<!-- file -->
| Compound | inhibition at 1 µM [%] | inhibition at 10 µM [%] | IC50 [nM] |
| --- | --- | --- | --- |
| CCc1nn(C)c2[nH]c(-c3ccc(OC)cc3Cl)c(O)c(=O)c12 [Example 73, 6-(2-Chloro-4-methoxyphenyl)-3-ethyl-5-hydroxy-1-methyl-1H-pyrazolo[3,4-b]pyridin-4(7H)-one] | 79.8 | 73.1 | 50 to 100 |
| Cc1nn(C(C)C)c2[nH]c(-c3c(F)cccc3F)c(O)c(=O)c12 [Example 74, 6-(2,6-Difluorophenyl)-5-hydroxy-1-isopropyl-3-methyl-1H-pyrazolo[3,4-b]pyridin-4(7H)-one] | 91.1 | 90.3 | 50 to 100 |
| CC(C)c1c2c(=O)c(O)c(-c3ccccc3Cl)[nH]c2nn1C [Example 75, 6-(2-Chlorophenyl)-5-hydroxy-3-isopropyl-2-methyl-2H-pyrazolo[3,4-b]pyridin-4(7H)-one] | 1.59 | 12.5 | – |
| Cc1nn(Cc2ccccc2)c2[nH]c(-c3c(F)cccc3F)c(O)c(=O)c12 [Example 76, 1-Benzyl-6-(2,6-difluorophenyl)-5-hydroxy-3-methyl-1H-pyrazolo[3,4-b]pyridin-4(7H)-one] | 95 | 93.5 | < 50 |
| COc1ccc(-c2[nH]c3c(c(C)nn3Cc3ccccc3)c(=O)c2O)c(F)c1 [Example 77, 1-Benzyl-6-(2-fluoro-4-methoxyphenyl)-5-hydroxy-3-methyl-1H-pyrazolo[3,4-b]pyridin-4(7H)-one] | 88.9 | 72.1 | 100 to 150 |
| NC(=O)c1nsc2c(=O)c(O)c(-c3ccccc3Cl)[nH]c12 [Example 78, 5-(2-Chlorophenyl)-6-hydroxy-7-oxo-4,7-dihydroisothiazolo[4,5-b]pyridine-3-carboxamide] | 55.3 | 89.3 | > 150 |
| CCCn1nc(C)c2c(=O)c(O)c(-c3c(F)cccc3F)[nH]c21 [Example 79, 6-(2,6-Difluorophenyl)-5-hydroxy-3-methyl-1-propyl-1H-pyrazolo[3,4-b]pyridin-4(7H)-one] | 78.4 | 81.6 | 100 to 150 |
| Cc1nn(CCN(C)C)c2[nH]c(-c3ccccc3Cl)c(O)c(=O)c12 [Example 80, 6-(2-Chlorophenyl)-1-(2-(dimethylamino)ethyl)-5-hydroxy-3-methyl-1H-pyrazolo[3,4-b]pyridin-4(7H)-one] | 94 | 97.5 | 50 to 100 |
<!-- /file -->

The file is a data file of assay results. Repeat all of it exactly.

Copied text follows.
| Compound | inhibition at 1 µM [%] | inhibition at 10 µM [%] | IC50 [nM] |
| --- | --- | --- | --- |
| CCc1nn(C)c2[nH]c(-c3ccc(OC)cc3Cl)c(O)c(=O)c12 [Example 73, 6-(2-Chloro-4-methoxyphenyl)-3-ethyl-5-hydroxy-1-methyl-1H-pyrazolo[3,4-b]pyridin-4(7H)-one] | 79.8 | 73.1 | 50 to 100 |
| Cc1nn(C(C)C)c2[nH]c(-c3c(F)cccc3F)c(O)c(=O)c12 [Example 74, 6-(2,6-Difluorophenyl)-5-hydroxy-1-isopropyl-3-methyl-1H-pyrazolo[3,4-b]pyridin-4(7H)-one] | 91.1 | 90.3 | 50 to 100 |
| CC(C)c1c2c(=O)c(O)c(-c3ccccc3Cl)[nH]c2nn1C [Example 75, 6-(2-Chlorophenyl)-5-hydroxy-3-isopropyl-2-methyl-2H-pyrazolo[3,4-b]pyridin-4(7H)-one] | 1.59 | 12.5 | – |
| Cc1nn(Cc2ccccc2)c2[nH]c(-c3c(F)cccc3F)c(O)c(=O)c12 [Example 76, 1-Benzyl-6-(2,6-difluorophenyl)-5-hydroxy-3-methyl-1H-pyrazolo[3,4-b]pyridin-4(7H)-one] | 95 | 93.5 | < 50 |
| COc1ccc(-c2[nH]c3c(c(C)nn3Cc3ccccc3)c(=O)c2O)c(F)c1 [Example 77, 1-Benzyl-6-(2-fluoro-4-methoxyphenyl)-5-hydroxy-3-methyl-1H-pyrazolo[3,4-b]pyridin-4(7H)-one] | 88.9 | 72.1 | 100 to 150 |
| NC(=O)c1nsc2c(=O)c(O)c(-c3ccccc3Cl)[nH]c12 [Example 78, 5-(2-Chlorophenyl)-6-hydroxy-7-oxo-4,7-dihydroisothiazolo[4,5-b]pyridine-3-carboxamide] | 55.3 | 89.3 | > 150 |
| CCCn1nc(C)c2c(=O)c(O)c(-c3c(F)cccc3F)[nH]c21 [Example 79, 6-(2,6-Difluorophenyl)-5-hydroxy-3-methyl-1-propyl-1H-pyrazolo[3,4-b]pyridin-4(7H)-one] | 78.4 | 81.6 | 100 to 150 |
| Cc1nn(CCN(C)C)c2[nH]c(-c3ccccc3Cl)c(O)c(=O)c12 [Example 80, 6-(2-Chlorophenyl)-1-(2-(dimethylamino)ethyl)-5-hydroxy-3-methyl-1H-pyrazolo[3,4-b]pyridin-4(7H)-one] | 94 | 97.5 | 50 to 100 |